Patents are the foundation of a
Patent Law in the Philippines: a summary introduction
The patent laws in the Philippines are governed by Republic Act No. 8293, also known as the Intellectual Property Code of the Philippines. The law grants a patent to an inventor for an invention that is new, inventive, and useful.
To be patentable, an invention must meet the following requirements:It must be new. This means that it must not have been known or used by others in the Philippines or anywhere else in the world before the filing date of the patent application.It must be inventive. This means that it must involve an inventive step, which is a step that would not be obvious to a person skilled in the art.It must be useful. This means that it must have a practical application.
A patent application must be filed with the Intellectual Property Office of the Philippines (IPOPHL). The application must include a description of the invention, drawings, and claims. The claims are the most important part of the application because they define the scope of the patent protection.The IPOPHL will examine the patent application to determine if it meets the requirements for patentability. If the application is approved, the IPOPHL will issue a patent. The patent will be valid for 20 years from the filing date of the application.The owner of a patent has the exclusive right to make, use, offer for sale, sell, or import the patented invention. Anyone who infringes the patent owner's rights can be sued for damages.
A patent cannot be granted for an invention that is:a) A product of natureb) A scientific principlec) A mathematical formulad) A method of doing businesse) A literary, dramatic, musical, or artistic workf) A computer programA patent cannot also be granted for an invention that is:(i) Known or used by others in the Philippines or anywhere else in the world before the filing date of the patent application(ii) Obvious to a person skilled in the art(iii) Incapable of industrial application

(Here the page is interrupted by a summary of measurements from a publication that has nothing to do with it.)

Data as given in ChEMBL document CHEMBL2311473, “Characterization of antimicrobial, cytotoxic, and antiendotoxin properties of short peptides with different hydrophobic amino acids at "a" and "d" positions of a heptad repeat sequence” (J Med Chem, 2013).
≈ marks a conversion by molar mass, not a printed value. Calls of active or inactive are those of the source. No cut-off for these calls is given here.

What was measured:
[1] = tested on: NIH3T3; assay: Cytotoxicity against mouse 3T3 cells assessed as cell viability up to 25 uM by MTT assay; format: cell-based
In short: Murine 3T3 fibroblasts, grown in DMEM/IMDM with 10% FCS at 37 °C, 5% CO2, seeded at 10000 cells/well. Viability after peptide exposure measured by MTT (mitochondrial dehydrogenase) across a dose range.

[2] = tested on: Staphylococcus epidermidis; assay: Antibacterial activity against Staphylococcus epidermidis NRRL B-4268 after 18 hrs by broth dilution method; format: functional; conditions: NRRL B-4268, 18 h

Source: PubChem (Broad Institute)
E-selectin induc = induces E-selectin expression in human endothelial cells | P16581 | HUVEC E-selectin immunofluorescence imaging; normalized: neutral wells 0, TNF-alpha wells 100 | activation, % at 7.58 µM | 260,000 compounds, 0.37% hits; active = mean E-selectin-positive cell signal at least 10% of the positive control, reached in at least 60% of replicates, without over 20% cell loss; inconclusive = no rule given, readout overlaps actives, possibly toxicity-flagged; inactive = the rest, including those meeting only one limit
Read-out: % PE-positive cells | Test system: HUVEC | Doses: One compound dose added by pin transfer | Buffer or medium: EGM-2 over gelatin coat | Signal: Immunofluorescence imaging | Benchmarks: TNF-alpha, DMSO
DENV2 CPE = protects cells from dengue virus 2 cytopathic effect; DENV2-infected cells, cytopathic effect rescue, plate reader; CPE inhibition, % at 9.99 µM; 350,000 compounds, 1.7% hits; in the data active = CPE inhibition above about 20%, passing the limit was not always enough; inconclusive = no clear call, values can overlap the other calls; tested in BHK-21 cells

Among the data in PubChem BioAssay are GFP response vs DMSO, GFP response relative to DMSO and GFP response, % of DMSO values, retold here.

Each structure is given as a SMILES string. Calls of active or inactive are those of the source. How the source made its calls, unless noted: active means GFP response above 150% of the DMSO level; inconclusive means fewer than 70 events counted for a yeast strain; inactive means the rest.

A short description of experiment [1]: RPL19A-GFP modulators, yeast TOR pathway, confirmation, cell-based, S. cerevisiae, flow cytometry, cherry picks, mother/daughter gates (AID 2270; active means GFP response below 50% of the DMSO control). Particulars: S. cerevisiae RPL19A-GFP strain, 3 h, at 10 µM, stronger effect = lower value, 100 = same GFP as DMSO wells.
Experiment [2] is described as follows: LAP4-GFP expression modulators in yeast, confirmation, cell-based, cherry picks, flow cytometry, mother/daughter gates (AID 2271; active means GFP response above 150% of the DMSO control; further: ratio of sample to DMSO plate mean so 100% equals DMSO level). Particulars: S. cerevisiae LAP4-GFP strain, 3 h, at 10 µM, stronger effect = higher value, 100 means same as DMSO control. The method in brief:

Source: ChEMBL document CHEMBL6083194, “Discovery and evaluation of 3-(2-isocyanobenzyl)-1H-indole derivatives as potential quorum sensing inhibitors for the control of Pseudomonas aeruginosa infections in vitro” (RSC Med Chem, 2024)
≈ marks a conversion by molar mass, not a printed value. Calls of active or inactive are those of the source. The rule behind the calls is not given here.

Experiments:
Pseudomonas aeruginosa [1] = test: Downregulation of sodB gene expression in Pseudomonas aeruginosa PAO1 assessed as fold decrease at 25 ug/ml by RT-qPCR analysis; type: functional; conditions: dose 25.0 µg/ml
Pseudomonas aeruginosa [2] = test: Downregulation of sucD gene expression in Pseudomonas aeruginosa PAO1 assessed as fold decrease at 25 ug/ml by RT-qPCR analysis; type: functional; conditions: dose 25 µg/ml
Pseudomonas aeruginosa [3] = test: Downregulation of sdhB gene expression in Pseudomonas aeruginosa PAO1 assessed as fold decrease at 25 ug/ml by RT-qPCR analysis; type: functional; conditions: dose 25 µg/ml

A patent can be assigned to another person.A patent can be licensed to another person.
*Paul Romer is an American economist and policy entrepreneur who is a University Professor in Economics at New York University. Romer is best known as the former Chief Economist of the World Bank and for co-receiving the 2018 Nobel Memorial Prize in Economic Sciences (shared with William Nordhaus) for his work in endogenous growth theory. He also coined the term "mathiness," which he describes as misuse of mathematics in economic research.Romer was born in Denver, Colorado, in 1955. He received his B.S. in mathematics from the University of Chicago in 1977, his M.A. in economics from the University of Chicago in 1978, and his Ph.D. in economics from the University of Chicago in 1983. After completing his Ph.D., Romer taught at the University of Chicago, the University of California, Berkeley, Stanford University's Graduate School of Business, and the University of Rochester. In 2011, he joined the faculty of New York University.
Lyman A Manzanares Esq
Patents and Trademarks Practice Group, Manzanares and Partners (Manila, Philippines)
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